Data

Data Mine: Feb. 11, 2015

Feb 11, 2015 at 8:45 AM ET

$700 Billion Market Cap

Shares of Apple AAPL closed up 1.9 percent on Tuesday, setting a new record high of $122.02. This pushes the iPhone maker’s market capitalization above $700 billion for the first time—$710.8 billion, to be exact—making it the only U.S. company to have surpassed the $700 billion mark. [Market Watch]

13.8 Billion Mistake

Researchers from the University of Lethbridge in Alberta, Canada, have run a quantum equation that suggests that the Big Bang—the explosive creation of our universe commonly accepted as having happened approximately 13.8 billion years ago—may have never occurred. [Phys.org]

5 Billion Gallons

After some very basic back-of-the-envelope math, we computed that the amount of water sitting on all of Boston’s 48 square miles after the blizzard is about 5 billion gallons—or roughly 0.05 percent of what it would take to quench California’s drought. [Vocativ]

80 Million Visitors

The Dubai Mall in the United Arab Emirates is once again the “world’s most visited lifestyle destination,” welcoming over 80 million visitors in 2014. [Emirates 24/7 News]

$67.9 Million Credit

South Korea’s state-run trade insurer said Tuesday it has signed a memorandum of understanding to set up a formal credit line and payment guarantee arrangement with Cuba that will allow local companies to trade with the Caribbean nation. Under the deal reached in Havana, the Korea Trade Insurance Corp. will provide 60 million euros ($67.9 million) worth of credit line to the Banco Central de Cuba and the Banco Exterior de Cuba, and establish a payment insurance arrangement. [The Korea Times]

16 Million MAs

More than 16 million people in the U.S.—about 8 percent of the population—now have a master’s degree, a 43 percent increase since 2002. The typical total debt for a borrower with an undergraduate and graduate degree is now more than $57,000, up from $40,200 in 2004. [VOX]

$15 Million for Security

The cost of keeping watch on Julian Assange, who is holed up in the Ecuadorean embassy in London, is proving a drain on police resources. London’s Metropolitan Police have been standing guard outside the embassy around the clock to prevent him from fleeing, at an estimated cost of about 10 million pounds ($15 million) since the operation began. [The Guardian]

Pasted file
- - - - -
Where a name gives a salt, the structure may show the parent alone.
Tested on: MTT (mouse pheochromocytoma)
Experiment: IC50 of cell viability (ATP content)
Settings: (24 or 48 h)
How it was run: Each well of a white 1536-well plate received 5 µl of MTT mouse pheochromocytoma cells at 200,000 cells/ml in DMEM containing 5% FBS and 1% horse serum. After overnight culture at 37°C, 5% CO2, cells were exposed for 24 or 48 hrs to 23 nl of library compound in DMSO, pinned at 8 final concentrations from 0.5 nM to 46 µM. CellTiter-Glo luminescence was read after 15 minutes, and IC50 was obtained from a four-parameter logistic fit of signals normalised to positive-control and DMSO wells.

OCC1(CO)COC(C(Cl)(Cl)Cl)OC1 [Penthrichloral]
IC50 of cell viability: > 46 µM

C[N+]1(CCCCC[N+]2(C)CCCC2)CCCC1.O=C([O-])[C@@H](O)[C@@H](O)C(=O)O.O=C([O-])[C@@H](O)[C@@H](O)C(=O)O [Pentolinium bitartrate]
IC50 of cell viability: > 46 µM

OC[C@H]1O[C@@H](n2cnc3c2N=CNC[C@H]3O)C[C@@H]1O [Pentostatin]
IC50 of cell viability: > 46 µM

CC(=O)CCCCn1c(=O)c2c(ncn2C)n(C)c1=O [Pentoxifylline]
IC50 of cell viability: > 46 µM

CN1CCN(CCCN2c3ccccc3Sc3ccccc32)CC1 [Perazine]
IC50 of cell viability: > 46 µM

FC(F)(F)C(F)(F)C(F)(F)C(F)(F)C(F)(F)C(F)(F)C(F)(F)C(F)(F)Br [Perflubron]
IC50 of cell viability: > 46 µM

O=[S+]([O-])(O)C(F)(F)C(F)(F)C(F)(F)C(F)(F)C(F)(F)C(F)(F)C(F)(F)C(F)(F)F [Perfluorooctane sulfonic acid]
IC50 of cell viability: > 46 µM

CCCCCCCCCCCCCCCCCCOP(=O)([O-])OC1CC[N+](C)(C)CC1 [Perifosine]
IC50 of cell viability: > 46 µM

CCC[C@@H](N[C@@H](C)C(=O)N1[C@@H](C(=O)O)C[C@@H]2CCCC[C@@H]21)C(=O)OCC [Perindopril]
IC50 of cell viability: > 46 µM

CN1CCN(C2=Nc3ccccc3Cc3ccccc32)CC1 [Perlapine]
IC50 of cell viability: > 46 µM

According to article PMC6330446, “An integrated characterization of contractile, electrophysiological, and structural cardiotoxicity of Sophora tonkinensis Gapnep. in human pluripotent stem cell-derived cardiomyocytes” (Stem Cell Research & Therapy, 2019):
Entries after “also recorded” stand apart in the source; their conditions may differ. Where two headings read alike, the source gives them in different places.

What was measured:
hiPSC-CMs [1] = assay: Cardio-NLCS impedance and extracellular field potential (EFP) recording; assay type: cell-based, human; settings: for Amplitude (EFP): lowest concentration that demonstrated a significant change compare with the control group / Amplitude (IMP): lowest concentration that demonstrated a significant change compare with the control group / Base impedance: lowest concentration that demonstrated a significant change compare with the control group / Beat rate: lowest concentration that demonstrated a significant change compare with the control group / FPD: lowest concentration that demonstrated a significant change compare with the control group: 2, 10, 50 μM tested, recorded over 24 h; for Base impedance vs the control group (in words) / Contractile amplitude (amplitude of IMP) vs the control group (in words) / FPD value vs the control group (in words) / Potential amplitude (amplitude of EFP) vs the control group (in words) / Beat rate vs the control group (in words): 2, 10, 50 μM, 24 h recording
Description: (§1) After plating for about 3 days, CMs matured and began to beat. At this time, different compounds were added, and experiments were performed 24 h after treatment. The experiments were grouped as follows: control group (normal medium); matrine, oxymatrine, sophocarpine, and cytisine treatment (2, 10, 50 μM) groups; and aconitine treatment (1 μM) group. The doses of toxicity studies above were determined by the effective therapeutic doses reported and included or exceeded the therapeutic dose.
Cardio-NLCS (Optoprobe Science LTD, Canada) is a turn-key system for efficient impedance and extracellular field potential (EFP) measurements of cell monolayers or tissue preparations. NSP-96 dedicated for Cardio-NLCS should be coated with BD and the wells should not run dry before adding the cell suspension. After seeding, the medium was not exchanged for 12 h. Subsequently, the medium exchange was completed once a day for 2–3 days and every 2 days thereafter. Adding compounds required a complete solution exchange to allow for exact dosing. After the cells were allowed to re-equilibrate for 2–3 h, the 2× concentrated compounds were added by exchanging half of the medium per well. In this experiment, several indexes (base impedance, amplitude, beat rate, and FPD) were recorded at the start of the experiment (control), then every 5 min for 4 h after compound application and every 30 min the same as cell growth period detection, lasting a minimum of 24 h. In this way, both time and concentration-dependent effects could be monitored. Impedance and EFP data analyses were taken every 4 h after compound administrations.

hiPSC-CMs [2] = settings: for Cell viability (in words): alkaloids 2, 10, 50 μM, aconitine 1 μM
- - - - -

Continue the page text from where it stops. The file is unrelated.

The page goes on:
$2.13 Million in Damages

A French court ordered a maternity clinic on Tuesday to pay 1.88 million euros ($2.13 million) in compensation to two families whose babies were switched at birth more than 20 years ago. [France 24]

45,000 Suicides

Around 45,000 suicides worldwide each year are attributable to unemployment, according to a survey of 63 countries published Wednesday by the University of Zurich. Between 2000 and 2011—a period spanning both prosperity and the aftermath of the global financial meltdown—researchers said 233,000 suicides happened each year on average and 45,000 could be attributed to unemployment. [The Lancet Psychiatry]

3,528 Migrants

In January of this year, 3,528 migrants made the trip across the Mediterranean to Italy—an increase of more than 60 percent from the 2,171 people who made the trip in January 2014, which already represented a 1,000 percent jump from the 217 migrants in January 2013. [Vocativ]

1,300 Troops

President Obama is expected to announce plans on Wednesday to withdraw most of the 1,300 American troops assigned to battle the Ebola outbreak in West Africa and declare that the U.S. military effort has been successful. By the end of April, only 100 troops are expected to remain to provide support for the civilians still battling the disease. [The Wall Street Journal]

$800 Fine

Legislators in Puerto Rico are debating a bill that would fine parents of obese children up to $800 if they don’t lose weight. The bill aims to improve children’s well-being and help parents make healthier choices. [El Universo]

119 Indictments

Prosecutors in Taiwan’s capital have indicted 119 people over the occupation of the legislature and cabinet offices in a protest against a proposed agreement to loosen trade restrictions with rival China. Those indicted included leaders of the three weeks of protests that broke out last March and attracted hundreds of people. [People.cn]

100-Car Pileup

At least two people were killed and more than 40 injured on Wednesday after a bus started a 100-vehicle pileup on a bridge near Incheon International Airport, South Korea’s main gateway, police said. [The Korea Times]

19 Dead Elephants

Authorities believe 19 Gourma elephants have been killed for their tusks in the past month in Mali. There are estimated to be just 350 to 500 of the group left. The Gourma elephants migrate around 370 miles a year to feed. [Press Afrik]

17 Years of Sarcasm

Jon Stewart is leaving The Daily Show behind. The host, who’s been with the show for more than 15 years, announced his departure during his Tuesday taping. [The Hollywood Reporter]

15-Year-Old Bug

Microsoft just patched a 15-year-old bug that in some cases allows attackers to take complete control of PCs running all supported versions of Windows. The critical vulnerability will remain unpatched in Windows Server 2003, leaving that version wide open for the remaining five months Microsoft pledged to continue supporting it. [Ars Technica]

6-Month Suspension

Brian Williams, the face of the NBC News division and among its most visible personalities for the past decade, has been suspended from his post at Nightly News for six months without pay after being questioned for a false account of a 2003 helicopter incident in Iraq. [The Hollywood Reporter]